If you are covered by an employee benefit plan (life insurance, pension, health, retirement benefits, etc.), and you work for a private industry employer, then in all likelihood, your plan is governed by ERISA regulation. ERISA can have important ramifications for your insurance claims and the process by which you can seek proper recourse in the event that your claims are wrongfully denied.
What is ERISA?
The Employee Retirement Income Security Act (ERISA) was enacted into federal law in 1974 to establish standards for private employee benefit plans. ERISA does not mandate that employers sponsor private benefit plans for their employees, but it ensures that when employers do offer benefit plans, they abide by various regulations relating to accountability, reporting, fiduciary duty, conduct, disclosures, and more.
Thanks to application of the interstate commerce doctrine, federal ERISA regulation applies to employee benefit plans whether or not the employer’s business crosses state lines. For example, a small three-person firm in Miami will be governed by ERISA (with regard to benefit plans offered by the employer), even if the firm only works with Florida-based clientele.
Your benefit plans will not be governed by ERISA regulation if you are a public employee or the employee of a qualified religious organization. ERISA applies only to benefit plans offered by private employers.
Consequences of ERISA for Claim Denial
As an insurance claimant, ERISA affects the basis and process by which you obtain benefits when your claim has been denied.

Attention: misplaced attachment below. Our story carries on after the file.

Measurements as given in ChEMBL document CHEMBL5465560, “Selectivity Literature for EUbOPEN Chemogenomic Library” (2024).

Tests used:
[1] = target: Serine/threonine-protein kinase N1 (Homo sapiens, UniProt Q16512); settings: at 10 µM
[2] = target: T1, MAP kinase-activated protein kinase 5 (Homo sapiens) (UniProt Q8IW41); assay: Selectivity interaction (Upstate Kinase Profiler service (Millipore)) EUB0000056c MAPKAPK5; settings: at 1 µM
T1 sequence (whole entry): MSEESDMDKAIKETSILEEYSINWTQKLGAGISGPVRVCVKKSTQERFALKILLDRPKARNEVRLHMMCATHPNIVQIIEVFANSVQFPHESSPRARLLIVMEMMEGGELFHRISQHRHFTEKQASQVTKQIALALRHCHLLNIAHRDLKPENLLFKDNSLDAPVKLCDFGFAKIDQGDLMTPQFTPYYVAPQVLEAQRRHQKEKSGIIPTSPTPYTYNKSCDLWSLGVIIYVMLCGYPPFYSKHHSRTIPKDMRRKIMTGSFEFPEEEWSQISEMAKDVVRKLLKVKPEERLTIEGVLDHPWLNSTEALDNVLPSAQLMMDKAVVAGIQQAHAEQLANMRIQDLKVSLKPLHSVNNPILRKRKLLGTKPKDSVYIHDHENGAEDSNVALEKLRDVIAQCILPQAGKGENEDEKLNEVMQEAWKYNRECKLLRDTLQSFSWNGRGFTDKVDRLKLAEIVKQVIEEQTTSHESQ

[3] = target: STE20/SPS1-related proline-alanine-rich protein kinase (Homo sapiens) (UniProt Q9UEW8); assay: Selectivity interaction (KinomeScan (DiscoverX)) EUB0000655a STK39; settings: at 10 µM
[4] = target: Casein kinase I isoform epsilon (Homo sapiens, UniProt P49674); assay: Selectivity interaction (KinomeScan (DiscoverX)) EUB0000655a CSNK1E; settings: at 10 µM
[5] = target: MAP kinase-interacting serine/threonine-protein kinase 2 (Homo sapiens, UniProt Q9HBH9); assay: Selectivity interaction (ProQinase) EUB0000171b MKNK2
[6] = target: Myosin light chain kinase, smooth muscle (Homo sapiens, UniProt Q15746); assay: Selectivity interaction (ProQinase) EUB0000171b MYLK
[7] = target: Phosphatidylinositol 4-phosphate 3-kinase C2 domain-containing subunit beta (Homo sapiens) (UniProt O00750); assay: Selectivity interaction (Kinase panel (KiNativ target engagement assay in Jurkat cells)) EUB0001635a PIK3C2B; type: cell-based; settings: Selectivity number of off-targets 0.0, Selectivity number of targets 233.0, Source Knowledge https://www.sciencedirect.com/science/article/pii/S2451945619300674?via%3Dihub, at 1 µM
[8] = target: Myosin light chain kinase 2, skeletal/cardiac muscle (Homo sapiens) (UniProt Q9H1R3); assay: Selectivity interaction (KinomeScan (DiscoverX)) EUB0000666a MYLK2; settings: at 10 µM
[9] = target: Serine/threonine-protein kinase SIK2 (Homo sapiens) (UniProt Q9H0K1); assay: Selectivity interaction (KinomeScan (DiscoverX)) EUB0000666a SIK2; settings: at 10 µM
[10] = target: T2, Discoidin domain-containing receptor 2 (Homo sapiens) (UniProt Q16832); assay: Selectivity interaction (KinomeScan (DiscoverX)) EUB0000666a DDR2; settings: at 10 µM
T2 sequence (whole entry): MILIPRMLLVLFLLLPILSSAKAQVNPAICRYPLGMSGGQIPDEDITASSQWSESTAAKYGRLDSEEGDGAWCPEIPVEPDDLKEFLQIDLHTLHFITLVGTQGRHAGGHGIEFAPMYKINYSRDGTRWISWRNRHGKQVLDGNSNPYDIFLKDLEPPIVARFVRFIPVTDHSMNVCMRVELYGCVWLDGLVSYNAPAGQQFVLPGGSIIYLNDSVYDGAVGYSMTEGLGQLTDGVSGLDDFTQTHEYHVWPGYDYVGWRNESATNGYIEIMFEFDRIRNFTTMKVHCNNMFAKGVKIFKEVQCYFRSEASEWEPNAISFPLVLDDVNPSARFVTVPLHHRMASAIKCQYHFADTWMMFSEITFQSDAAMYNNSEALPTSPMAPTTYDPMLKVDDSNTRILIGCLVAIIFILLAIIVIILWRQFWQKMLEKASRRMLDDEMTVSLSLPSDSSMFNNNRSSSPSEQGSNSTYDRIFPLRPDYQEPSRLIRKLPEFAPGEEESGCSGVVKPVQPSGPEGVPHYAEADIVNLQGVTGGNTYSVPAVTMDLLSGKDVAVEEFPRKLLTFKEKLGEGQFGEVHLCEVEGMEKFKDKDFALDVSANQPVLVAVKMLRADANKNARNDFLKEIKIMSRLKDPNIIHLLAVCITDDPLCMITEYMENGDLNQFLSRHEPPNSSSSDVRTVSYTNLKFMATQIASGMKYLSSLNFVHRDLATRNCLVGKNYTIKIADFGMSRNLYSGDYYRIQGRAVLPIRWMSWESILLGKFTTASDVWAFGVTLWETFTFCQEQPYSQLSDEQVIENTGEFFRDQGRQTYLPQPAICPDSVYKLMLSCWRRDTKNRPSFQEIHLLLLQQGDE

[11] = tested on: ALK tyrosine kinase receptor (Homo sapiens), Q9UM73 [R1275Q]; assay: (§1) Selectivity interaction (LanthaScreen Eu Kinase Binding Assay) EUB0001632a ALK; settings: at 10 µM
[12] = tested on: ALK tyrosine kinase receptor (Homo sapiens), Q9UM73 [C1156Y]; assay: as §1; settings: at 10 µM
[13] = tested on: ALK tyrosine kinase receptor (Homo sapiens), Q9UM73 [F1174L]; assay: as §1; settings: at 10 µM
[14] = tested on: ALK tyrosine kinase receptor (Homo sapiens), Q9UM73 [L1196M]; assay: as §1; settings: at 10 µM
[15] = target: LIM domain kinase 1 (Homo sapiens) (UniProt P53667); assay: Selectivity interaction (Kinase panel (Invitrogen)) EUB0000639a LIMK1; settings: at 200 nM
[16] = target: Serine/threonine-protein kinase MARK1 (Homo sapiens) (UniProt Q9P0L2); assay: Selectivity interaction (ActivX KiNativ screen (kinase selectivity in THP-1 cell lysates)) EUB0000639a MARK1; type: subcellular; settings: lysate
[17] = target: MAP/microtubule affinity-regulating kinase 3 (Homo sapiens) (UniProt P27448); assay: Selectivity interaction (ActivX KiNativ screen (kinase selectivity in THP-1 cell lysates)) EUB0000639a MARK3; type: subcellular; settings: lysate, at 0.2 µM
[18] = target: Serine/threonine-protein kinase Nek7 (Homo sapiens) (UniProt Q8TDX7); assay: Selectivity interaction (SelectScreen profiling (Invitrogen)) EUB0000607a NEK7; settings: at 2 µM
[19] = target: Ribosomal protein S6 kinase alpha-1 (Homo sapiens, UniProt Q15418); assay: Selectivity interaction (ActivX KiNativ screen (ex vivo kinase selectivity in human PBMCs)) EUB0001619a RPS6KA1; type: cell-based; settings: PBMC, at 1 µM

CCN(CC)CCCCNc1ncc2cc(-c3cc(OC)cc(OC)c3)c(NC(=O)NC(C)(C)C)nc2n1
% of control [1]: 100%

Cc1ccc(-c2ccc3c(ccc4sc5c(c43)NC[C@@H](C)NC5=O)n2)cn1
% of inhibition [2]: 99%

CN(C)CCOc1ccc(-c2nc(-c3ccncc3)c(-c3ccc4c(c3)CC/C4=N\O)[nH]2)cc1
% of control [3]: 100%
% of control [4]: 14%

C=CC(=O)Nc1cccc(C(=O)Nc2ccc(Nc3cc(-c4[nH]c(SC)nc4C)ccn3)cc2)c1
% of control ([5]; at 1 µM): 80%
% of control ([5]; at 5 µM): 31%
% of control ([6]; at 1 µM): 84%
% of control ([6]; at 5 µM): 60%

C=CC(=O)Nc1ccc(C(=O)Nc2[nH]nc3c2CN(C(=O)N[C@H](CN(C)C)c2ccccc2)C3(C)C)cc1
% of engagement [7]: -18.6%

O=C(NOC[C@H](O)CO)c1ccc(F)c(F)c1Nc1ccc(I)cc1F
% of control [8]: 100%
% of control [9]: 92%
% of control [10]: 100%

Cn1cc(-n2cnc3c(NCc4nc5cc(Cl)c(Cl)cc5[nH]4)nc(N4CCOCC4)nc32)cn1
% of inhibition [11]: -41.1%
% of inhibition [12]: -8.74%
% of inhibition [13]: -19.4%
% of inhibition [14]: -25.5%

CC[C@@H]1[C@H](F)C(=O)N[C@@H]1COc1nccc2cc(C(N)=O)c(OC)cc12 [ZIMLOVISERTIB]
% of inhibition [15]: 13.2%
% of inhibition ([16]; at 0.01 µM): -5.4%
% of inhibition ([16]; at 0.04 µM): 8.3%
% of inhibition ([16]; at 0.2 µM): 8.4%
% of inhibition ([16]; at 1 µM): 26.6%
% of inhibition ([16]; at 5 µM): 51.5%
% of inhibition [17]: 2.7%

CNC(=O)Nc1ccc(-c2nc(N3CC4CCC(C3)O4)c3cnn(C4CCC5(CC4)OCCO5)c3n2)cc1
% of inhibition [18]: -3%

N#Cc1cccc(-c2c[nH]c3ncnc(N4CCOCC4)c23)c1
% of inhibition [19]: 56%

If your insurance provider denies your benefits claim, then they must — pursuant to ERISA regulation — provide you with a written notice fully explaining the reasons for the denial of your claim and outlining the process for appealing their claim denial. You will then have six months to file an appeal with the insurer. ERISA regulation requires that the insurer provide you with any record evidence that is reasonably material to your benefits claim, and must notify you as to the identify of any industry experts they relied on when they decided to deny your claim. The appeal is then reviewed within a reasonable timeframe (ERISA sets different time limits depending on the nature of your benefits claim). By working with an experienced insurance attorney, you can make sure that delays are minimized.
You may choose to file suit against the insurer because the claim was wrongfully denied. It’s important to note, however, that despite you being in Florida, your lawsuit will be governed by federal law and will be litigated in a federal court.
If your benefit plan is covered by ERISA and you have had your claim wrongfully denied, you may be entitled to appeal the denial, and — failing to secure a favorable result during the claim appeal process — you may thereafter be entitled to bring a lawsuit against the insurer on the basis of such denial. Insurance litigation can be complicated, however, and an expert understanding of ERISA regulation, as well as the particular facts of your insurance claim and the circumstances surrounding the denial of benefits will be critical to obtaining the recovery you deserve.
Call 305-577-3996 to speak with one of the experienced Miami disability insurance lawyers here at Ver Ploeg & Lumpkin today.Share